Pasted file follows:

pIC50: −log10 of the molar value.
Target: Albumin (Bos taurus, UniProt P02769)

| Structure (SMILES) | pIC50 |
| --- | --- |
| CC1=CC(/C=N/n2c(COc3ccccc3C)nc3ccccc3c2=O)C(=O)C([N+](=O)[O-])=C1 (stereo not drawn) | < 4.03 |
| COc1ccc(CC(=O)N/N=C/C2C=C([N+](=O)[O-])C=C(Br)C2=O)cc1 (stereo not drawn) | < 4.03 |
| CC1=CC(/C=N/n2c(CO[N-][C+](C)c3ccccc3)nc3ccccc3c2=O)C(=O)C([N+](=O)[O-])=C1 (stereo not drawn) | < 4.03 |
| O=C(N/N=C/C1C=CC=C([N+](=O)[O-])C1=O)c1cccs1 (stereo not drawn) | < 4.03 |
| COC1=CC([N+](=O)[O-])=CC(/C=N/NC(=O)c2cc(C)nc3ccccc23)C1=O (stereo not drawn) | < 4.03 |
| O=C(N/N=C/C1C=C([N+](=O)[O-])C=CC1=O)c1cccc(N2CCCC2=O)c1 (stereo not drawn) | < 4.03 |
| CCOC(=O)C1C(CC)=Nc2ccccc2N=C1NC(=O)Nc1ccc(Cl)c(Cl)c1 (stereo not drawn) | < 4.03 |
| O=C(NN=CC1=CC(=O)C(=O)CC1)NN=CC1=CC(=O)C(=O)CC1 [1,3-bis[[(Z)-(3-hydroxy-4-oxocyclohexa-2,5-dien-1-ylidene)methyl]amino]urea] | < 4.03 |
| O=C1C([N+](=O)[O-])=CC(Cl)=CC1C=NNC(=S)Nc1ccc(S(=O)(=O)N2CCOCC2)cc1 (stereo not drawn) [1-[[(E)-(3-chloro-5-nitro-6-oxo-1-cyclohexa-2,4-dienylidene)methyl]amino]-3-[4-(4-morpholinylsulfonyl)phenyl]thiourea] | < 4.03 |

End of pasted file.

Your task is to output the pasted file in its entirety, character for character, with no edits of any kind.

pIC50: −log10 of the molar value.
Target: Albumin (Bos taurus, UniProt P02769)

| Structure (SMILES) | pIC50 |
| --- | --- |
| CC1=CC(/C=N/n2c(COc3ccccc3C)nc3ccccc3c2=O)C(=O)C([N+](=O)[O-])=C1 (stereo not drawn) | < 4.03 |
| COc1ccc(CC(=O)N/N=C/C2C=C([N+](=O)[O-])C=C(Br)C2=O)cc1 (stereo not drawn) | < 4.03 |
| CC1=CC(/C=N/n2c(CO[N-][C+](C)c3ccccc3)nc3ccccc3c2=O)C(=O)C([N+](=O)[O-])=C1 (stereo not drawn) | < 4.03 |
| O=C(N/N=C/C1C=CC=C([N+](=O)[O-])C1=O)c1cccs1 (stereo not drawn) | < 4.03 |
| COC1=CC([N+](=O)[O-])=CC(/C=N/NC(=O)c2cc(C)nc3ccccc23)C1=O (stereo not drawn) | < 4.03 |
| O=C(N/N=C/C1C=C([N+](=O)[O-])C=CC1=O)c1cccc(N2CCCC2=O)c1 (stereo not drawn) | < 4.03 |
| CCOC(=O)C1C(CC)=Nc2ccccc2N=C1NC(=O)Nc1ccc(Cl)c(Cl)c1 (stereo not drawn) | < 4.03 |
| O=C(NN=CC1=CC(=O)C(=O)CC1)NN=CC1=CC(=O)C(=O)CC1 [1,3-bis[[(Z)-(3-hydroxy-4-oxocyclohexa-2,5-dien-1-ylidene)methyl]amino]urea] | < 4.03 |
| O=C1C([N+](=O)[O-])=CC(Cl)=CC1C=NNC(=S)Nc1ccc(S(=O)(=O)N2CCOCC2)cc1 (stereo not drawn) [1-[[(E)-(3-chloro-5-nitro-6-oxo-1-cyclohexa-2,4-dienylidene)methyl]amino]-3-[4-(4-morpholinylsulfonyl)phenyl]thiourea] | < 4.03 |